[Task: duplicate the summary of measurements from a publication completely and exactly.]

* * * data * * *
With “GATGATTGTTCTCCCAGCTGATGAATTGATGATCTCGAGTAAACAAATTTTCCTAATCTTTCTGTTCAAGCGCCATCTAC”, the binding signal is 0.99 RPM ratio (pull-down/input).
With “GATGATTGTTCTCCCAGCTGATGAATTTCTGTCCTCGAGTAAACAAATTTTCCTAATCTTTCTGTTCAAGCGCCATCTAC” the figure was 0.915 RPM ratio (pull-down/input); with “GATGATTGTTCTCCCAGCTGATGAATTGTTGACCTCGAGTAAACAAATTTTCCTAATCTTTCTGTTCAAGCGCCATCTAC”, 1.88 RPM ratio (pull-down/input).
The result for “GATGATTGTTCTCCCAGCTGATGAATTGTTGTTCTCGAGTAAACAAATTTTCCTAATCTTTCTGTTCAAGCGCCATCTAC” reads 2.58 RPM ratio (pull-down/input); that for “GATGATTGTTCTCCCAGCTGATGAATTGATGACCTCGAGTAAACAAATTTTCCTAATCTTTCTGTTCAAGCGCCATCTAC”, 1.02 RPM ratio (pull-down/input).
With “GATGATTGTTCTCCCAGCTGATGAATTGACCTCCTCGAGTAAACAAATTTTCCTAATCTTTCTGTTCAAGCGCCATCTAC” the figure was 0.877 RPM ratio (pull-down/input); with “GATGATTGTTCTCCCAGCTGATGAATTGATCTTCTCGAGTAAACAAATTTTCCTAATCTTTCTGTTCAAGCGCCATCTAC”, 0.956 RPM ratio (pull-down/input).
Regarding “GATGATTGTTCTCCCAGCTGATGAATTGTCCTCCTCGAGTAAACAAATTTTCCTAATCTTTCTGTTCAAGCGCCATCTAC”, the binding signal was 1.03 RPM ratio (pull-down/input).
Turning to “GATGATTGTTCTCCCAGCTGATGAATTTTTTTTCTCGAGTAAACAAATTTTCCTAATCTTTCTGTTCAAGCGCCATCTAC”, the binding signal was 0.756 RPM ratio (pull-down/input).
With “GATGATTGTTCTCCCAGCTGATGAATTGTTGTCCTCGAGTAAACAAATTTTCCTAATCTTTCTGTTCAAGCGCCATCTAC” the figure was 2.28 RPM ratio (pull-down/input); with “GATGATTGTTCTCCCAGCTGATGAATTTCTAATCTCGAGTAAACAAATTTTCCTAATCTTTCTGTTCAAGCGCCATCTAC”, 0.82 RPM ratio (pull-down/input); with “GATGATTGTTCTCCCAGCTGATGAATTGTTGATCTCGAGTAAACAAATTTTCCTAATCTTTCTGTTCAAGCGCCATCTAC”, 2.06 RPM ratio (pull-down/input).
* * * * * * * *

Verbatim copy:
With “GATGATTGTTCTCCCAGCTGATGAATTGATGATCTCGAGTAAACAAATTTTCCTAATCTTTCTGTTCAAGCGCCATCTAC”, the binding signal is 0.99 RPM ratio (pull-down/input).
With “GATGATTGTTCTCCCAGCTGATGAATTTCTGTCCTCGAGTAAACAAATTTTCCTAATCTTTCTGTTCAAGCGCCATCTAC” the figure was 0.915 RPM ratio (pull-down/input); with “GATGATTGTTCTCCCAGCTGATGAATTGTTGACCTCGAGTAAACAAATTTTCCTAATCTTTCTGTTCAAGCGCCATCTAC”, 1.88 RPM ratio (pull-down/input).
The result for “GATGATTGTTCTCCCAGCTGATGAATTGTTGTTCTCGAGTAAACAAATTTTCCTAATCTTTCTGTTCAAGCGCCATCTAC” reads 2.58 RPM ratio (pull-down/input); that for “GATGATTGTTCTCCCAGCTGATGAATTGATGACCTCGAGTAAACAAATTTTCCTAATCTTTCTGTTCAAGCGCCATCTAC”, 1.02 RPM ratio (pull-down/input).
With “GATGATTGTTCTCCCAGCTGATGAATTGACCTCCTCGAGTAAACAAATTTTCCTAATCTTTCTGTTCAAGCGCCATCTAC” the figure was 0.877 RPM ratio (pull-down/input); with “GATGATTGTTCTCCCAGCTGATGAATTGATCTTCTCGAGTAAACAAATTTTCCTAATCTTTCTGTTCAAGCGCCATCTAC”, 0.956 RPM ratio (pull-down/input).
Regarding “GATGATTGTTCTCCCAGCTGATGAATTGTCCTCCTCGAGTAAACAAATTTTCCTAATCTTTCTGTTCAAGCGCCATCTAC”, the binding signal was 1.03 RPM ratio (pull-down/input).
Turning to “GATGATTGTTCTCCCAGCTGATGAATTTTTTTTCTCGAGTAAACAAATTTTCCTAATCTTTCTGTTCAAGCGCCATCTAC”, the binding signal was 0.756 RPM ratio (pull-down/input).
With “GATGATTGTTCTCCCAGCTGATGAATTGTTGTCCTCGAGTAAACAAATTTTCCTAATCTTTCTGTTCAAGCGCCATCTAC” the figure was 2.28 RPM ratio (pull-down/input); with “GATGATTGTTCTCCCAGCTGATGAATTTCTAATCTCGAGTAAACAAATTTTCCTAATCTTTCTGTTCAAGCGCCATCTAC”, 0.82 RPM ratio (pull-down/input); with “GATGATTGTTCTCCCAGCTGATGAATTGTTGATCTCGAGTAAACAAATTTTCCTAATCTTTCTGTTCAAGCGCCATCTAC”, 2.06 RPM ratio (pull-down/input).